With the details in place, the list is now being registered with the international office overseeing peacekeeping more than 14 months after the Trudeau government committed to providing up to 600 troops and 150 police officers for UN operations.

Senior government officials, speaking on background prior to the announcement, said the numbers could eventually reach what was pledged last year, but the focus of Canada's renewed involvement will see smaller more tightly defined missions, rather than the mass deployments of troops as in the past.

It is being called "smart pledges."

Negotiations with the UN on which missions to undertake have yet to get underway and it could be as long as two years before the first soldiers and equipment get out the door, the officials said.

"We are just starting down this path," said the official. "The exact what and where is going to take a little time to sort out."

Turned down missions

Why the Liberal government has waited so long to register the information and make the offer is unclear, given the party's firm commitment in the last election to return the country's military to peace support operations.

The UN has regularly bombarded the Liberal government with specific mission and equipment requests and all of them have — to this point — been turned down or left under consideration.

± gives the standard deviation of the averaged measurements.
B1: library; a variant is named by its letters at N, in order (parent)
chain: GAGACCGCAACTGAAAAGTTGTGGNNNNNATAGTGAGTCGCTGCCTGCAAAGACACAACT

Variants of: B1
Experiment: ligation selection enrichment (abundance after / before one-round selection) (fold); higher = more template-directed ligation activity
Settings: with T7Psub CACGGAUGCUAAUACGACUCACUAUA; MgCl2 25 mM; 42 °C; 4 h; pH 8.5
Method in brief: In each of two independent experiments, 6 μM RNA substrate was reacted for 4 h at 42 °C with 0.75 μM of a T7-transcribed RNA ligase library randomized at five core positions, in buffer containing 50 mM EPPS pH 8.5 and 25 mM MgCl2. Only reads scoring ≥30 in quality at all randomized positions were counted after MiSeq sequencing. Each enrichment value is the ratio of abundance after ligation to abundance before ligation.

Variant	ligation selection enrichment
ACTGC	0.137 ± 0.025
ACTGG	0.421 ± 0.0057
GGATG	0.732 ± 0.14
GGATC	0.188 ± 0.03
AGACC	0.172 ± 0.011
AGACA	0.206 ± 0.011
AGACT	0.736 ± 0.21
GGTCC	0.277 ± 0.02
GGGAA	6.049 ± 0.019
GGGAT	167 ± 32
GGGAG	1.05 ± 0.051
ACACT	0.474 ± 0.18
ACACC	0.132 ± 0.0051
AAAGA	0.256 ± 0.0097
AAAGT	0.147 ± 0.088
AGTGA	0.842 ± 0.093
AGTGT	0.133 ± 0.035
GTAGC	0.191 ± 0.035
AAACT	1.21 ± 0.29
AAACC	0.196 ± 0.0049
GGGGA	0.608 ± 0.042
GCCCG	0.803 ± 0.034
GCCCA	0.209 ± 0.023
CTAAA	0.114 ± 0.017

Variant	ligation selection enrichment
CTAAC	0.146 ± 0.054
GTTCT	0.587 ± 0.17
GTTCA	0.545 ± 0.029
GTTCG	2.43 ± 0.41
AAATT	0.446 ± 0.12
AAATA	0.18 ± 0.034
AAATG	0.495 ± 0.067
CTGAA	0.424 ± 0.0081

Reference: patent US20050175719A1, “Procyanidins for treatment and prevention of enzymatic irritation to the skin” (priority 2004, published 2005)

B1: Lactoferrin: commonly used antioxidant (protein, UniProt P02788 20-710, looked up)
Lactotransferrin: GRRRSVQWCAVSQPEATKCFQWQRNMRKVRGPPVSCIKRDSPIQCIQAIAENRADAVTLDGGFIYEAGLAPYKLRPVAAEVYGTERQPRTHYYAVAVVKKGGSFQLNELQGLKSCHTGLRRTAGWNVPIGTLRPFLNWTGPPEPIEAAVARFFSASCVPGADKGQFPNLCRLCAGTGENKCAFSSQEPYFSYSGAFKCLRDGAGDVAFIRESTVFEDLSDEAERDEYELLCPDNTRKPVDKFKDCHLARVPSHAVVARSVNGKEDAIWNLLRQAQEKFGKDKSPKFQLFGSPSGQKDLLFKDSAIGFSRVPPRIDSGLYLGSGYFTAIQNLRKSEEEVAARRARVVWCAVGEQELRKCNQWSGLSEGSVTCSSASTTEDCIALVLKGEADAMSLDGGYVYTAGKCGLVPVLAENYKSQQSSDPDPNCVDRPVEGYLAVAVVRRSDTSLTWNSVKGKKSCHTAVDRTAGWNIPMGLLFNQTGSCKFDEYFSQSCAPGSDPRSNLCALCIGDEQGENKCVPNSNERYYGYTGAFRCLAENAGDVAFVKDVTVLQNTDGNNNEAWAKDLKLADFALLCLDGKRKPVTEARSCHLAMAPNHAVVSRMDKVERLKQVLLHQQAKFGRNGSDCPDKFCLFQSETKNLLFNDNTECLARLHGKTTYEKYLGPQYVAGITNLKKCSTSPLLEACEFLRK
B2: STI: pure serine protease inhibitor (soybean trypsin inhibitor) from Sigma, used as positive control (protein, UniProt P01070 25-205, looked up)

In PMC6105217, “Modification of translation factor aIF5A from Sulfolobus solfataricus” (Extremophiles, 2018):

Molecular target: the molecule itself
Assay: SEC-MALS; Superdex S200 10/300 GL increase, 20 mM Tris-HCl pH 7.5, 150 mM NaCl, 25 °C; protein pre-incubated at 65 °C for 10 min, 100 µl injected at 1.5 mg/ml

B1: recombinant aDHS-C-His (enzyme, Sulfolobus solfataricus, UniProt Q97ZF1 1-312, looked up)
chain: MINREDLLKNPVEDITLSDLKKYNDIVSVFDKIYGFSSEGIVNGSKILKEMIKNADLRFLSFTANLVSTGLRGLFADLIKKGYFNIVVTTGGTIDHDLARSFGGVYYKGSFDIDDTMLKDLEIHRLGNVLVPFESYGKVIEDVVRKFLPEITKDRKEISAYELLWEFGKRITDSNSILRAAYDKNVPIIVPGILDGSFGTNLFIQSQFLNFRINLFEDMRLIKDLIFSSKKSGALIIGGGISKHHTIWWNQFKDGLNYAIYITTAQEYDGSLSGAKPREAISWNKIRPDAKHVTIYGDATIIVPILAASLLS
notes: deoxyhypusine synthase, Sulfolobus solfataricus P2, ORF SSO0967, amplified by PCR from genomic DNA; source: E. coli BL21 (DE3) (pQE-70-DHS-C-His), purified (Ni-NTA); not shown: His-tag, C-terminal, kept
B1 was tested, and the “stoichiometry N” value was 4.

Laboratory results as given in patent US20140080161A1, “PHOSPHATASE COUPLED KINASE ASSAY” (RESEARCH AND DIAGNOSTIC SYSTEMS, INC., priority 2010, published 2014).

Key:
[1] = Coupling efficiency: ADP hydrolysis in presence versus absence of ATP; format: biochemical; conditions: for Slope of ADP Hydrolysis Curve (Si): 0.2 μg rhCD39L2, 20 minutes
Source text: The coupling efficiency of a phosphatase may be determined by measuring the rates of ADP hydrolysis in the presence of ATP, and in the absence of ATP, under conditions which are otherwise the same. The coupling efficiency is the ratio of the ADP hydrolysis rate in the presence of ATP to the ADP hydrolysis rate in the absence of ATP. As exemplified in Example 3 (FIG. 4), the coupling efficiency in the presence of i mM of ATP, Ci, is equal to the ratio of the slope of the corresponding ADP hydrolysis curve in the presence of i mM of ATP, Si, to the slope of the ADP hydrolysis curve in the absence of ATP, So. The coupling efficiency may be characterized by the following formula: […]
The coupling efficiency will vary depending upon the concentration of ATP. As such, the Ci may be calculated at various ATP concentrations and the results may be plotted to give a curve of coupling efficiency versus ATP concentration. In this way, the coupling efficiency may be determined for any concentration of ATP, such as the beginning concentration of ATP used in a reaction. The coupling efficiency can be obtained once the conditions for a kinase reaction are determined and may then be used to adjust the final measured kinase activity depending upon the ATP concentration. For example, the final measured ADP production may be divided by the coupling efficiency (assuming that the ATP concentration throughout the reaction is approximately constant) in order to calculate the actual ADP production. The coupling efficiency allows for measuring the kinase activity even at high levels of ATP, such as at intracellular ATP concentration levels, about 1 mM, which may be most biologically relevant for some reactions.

The latest report from the international office of peacekeeping — dated August 2017 — sees urgent requests for helicopters, troops, bomb disposal teams and surveillance equipment in Mali and South Sudan as well as police support in Haiti.

The biggest component of Canada's proposed military commitment will be a so-called quick reaction force of troops, likely french-speaking, which would be deployed on a UN mission to either keep — or enforce the peace, depending on the conditions .

Those troops would be called upon respond to emergencies and attacks on civilians or aid workers.

Separately, the air force will be prepared to deploy CH-147 Chinook helicopters and CH-146 Griffon helicopters, which can be configured with machine guns as attack helicopters.

The cargo planes, to be used to ferry other UN peacekeepers, would be C-130J and possibly C-17 transports, depending upon the mission.

Included in the package — as CBC News reported Tuesday — is a $15 million trust fund to help other countries recruit women soldiers and police officers for peacekeeping missions and provide enhanced training for those already in uniform.

An additional $6 million is also being made available to the UN that will ultimately help strengthen security for women involved in dangerous missions.